Path: EDN Asia >> Product Centre >> IC/Board/Systems Design >> Microsemi EnforcIT detects tampering in FPGAs
IC/Board/Systems Design Share print

Microsemi EnforcIT detects tampering in FPGAs

19 Nov 2013  | Julien Happich

Share this page with your friends

Microsemi's EnforcIT security monitor IP block allows for additional layers of user-configurable tamper protection and responses to be integrated into the company's SmartFusion2 SoC FPGAs and IGLOO2 FPGAs.

The new security IP allows designers to configure SmartFusion2 and IGLOO2 devices to interface with hardware security mechanisms built into the silicon of these FPGAs. When configured for reporting, EnforcIT security monitor can report to the FPGA a variety of internal security flags and system conditions. When configured to act autonomously, EnforcIT security monitor can respond to malicious FPGA threats and take action, mitigating further attack by protecting or destroying critical data and design. Configurable alarm actions include zeroize, lockdown, and chip reset among others. Safety controls permit the user to delay or cancel automatic responses. The IP allows logic integrity, fault detection, and runtime IP version reporting.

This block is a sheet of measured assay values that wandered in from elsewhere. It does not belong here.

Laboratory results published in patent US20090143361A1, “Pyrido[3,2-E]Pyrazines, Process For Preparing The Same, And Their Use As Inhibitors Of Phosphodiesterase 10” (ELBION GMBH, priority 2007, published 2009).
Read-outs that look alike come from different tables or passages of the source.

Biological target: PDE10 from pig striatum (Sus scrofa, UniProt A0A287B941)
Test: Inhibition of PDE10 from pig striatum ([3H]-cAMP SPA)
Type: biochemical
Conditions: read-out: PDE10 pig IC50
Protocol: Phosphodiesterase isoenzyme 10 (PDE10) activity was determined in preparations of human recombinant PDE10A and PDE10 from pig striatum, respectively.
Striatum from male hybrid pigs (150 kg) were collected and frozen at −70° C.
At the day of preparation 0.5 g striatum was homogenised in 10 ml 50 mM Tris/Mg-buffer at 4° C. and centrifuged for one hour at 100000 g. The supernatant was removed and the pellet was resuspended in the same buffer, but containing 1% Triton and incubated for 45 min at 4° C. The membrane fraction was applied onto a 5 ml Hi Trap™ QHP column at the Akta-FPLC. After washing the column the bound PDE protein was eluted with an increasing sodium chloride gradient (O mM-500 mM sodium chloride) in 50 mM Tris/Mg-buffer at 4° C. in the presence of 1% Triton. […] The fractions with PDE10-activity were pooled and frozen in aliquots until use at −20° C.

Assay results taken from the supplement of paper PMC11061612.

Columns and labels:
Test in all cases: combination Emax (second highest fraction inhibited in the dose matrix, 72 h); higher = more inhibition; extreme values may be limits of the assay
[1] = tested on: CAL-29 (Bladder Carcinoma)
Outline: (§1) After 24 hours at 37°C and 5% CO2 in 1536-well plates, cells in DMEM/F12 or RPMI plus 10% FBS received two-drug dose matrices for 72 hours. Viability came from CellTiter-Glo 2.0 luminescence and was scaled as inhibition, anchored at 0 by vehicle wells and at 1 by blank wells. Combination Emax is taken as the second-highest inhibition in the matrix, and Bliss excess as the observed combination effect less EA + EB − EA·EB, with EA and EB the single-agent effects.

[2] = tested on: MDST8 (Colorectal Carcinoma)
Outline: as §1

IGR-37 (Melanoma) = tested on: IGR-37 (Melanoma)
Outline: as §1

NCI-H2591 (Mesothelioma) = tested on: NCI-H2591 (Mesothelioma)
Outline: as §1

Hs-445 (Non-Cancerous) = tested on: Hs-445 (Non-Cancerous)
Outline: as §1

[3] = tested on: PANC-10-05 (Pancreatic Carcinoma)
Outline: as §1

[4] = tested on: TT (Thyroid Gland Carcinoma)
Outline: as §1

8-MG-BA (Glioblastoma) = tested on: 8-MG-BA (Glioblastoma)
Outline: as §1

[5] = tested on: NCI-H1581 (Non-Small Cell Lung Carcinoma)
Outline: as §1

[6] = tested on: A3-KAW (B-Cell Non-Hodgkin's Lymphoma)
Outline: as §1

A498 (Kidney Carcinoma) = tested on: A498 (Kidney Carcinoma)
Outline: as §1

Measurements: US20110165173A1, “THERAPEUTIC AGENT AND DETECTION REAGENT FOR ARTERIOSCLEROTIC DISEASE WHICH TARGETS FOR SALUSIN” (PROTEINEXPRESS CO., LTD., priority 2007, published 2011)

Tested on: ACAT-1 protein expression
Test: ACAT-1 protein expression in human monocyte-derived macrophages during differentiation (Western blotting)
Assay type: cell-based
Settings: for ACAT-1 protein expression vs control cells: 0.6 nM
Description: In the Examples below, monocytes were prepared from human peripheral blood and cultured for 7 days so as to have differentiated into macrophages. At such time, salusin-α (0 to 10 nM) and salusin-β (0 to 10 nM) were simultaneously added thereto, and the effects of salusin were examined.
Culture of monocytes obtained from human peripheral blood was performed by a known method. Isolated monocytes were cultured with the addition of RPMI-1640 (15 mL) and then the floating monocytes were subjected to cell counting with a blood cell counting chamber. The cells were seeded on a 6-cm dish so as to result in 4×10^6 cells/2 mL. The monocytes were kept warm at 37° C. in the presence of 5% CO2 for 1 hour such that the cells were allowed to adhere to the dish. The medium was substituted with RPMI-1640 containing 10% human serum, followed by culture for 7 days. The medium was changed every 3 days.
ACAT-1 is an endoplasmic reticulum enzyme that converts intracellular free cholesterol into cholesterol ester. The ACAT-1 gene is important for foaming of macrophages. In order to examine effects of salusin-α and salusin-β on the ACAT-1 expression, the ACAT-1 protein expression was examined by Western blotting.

Want to more of this to be delivered to you for FREE?

Subscribe to EDN Asia alerts and receive the latest design ideas and product news in your inbox.

Got to make sure you're not a robot. Please enter the code displayed on the right.

Time to activate your subscription - it's easy!

We have sent an activate request to your registerd e-email. Simply click on the link to activate your subscription.

We're doing this to protect your privacy and ensure you successfully receive your e-mail alerts.


Add New Comment
Visitor (To avoid code verification, simply login or register with us. It is fast and free!)
*Verify code:
Tech Impact

Regional Roundup
Control this smart glass with the blink of an eye
K-Glass 2 detects users' eye movements to point the cursor to recognise computer icons or objects in the Internet, and uses winks for commands. The researchers call this interface the "i-Mouse."

GlobalFoundries extends grants to Singapore students
ARM, Tencent Games team up to improve mobile gaming


News | Products | Design Features | Regional Roundup | Tech Impact